Self-Haul Ban Upheld

A municipal ordinance does not affect interstate commerce by preventing waste generators from hauling their own garbage to an in-state landfill of their choice and requiring them to use a designated disposal site, according to a federal appeals court ruling. [On the Green Apartments, L.L.C. v. City of Tacoma, No. 98-35976, 9th Cir., March 12, 2001]

The city of Tacoma, Wash., requires all local businesses and residents to use municipal waste collection services. Special self-haul permits are available to some generators, but all waste must be transported to the city's disposal facility.

On the Green Apartments (OGA) operates a large residential complex in Tacoma, and wants to haul garbage generated by the apartment-dwellers to nearby landfills outside the city. By using these sites, OGA's transportation and disposal costs would be considerably less than what it would pay the city for such services.

After the city denied OGA's request for a self-haul permit, the company filed suit in federal district court, alleging that the city law discriminates against interstate commerce. U.S. District Judge Robert J. Bryan dismissed the case on the grounds that the city had the right to eliminate the trash collection and disposal market by substituting city services. OGA appealed.

The U.S. Court of Appeals for the Ninth Circuit agreed with Judge Bryan that the case should be dismissed, but gave different reasons. For starters, OGA and other waste generators lack the legal standing to challenge the city's ban on self-hauling. Citing a 1997 Ninth Circuit ruling on a similar ordinance in Washoe County, Nev., the appellate panel reiterated that “being forced to pay for unwanted garbage services was ‘not even marginally related to the purposes underlying the … Commerce Clause.’” OGA, the court noted, still would have to pay for unwanted collection services even if the city transported the waste across state lines.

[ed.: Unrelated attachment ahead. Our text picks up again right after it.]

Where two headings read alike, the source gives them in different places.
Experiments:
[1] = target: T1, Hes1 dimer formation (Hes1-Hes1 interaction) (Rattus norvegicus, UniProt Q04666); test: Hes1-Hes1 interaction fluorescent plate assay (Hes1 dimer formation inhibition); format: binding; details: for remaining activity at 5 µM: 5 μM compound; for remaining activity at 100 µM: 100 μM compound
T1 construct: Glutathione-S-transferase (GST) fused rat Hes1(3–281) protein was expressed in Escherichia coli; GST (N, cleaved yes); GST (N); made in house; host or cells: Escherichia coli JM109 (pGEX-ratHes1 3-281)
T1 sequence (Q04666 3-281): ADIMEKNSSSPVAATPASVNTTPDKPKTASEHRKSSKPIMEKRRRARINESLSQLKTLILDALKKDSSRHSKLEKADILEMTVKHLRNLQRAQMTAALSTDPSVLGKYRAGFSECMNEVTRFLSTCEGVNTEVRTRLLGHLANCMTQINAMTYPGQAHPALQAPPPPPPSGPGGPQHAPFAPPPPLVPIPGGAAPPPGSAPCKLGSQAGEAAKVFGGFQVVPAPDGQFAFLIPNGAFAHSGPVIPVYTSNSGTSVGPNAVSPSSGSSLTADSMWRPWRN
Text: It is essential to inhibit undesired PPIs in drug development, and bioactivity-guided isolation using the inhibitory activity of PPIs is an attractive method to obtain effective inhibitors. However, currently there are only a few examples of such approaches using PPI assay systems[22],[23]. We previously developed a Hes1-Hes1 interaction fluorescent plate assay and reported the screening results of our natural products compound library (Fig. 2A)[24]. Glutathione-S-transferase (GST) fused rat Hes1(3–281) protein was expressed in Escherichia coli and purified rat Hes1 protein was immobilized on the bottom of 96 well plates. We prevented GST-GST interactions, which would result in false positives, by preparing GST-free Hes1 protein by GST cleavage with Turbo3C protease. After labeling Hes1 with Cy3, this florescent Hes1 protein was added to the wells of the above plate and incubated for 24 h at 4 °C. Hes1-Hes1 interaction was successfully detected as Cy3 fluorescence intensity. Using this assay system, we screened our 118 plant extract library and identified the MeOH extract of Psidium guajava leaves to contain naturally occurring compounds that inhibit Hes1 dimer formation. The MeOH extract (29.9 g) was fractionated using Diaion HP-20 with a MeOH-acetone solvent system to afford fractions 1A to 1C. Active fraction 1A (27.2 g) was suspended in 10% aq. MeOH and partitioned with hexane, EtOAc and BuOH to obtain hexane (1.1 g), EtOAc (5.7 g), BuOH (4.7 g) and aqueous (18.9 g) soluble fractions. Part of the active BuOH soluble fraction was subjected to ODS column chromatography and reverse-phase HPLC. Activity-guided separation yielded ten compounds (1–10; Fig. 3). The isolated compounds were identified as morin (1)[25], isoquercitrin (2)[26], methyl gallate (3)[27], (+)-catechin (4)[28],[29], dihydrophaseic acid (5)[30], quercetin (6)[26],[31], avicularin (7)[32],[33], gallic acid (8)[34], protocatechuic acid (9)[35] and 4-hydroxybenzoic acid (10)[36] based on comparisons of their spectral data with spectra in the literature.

As for the “disposal monopoly,” that is, requiring self-haulers to use the city landfill, the appeals court ruled that OGA had legal standing to challenge the city's designation of a disposal site. Being a self-hauler, the company could benefit financially from a decision allowing it to dispose of trash outside the city, the appeals court found.

However, the court ultimately found that the city ordinance “cannot be said to burden interstate commerce or impede its free flow” where the ordinance exclusively affects intrastate commerce. Although the ordinance prevents the disposal of locally generated wastes outside the city and, thus, outside the state, OGA did not claim that it had plans to cross state lines. If the city ordinance was overturned or simply did not exist, OGA's preferred destination would be a landfill within the state of Washington. To “depriv[e] landfills in King and Pierce County of access to Tacoma's waste,” as OGA alleges, describes an impediment that is “exclusively intrastate in nature,” the opinion stated.

The columnist is a Washington, D.C., attorney and serves as general counsel of the Solid Waste Association of North America, Silver Spring, Md.

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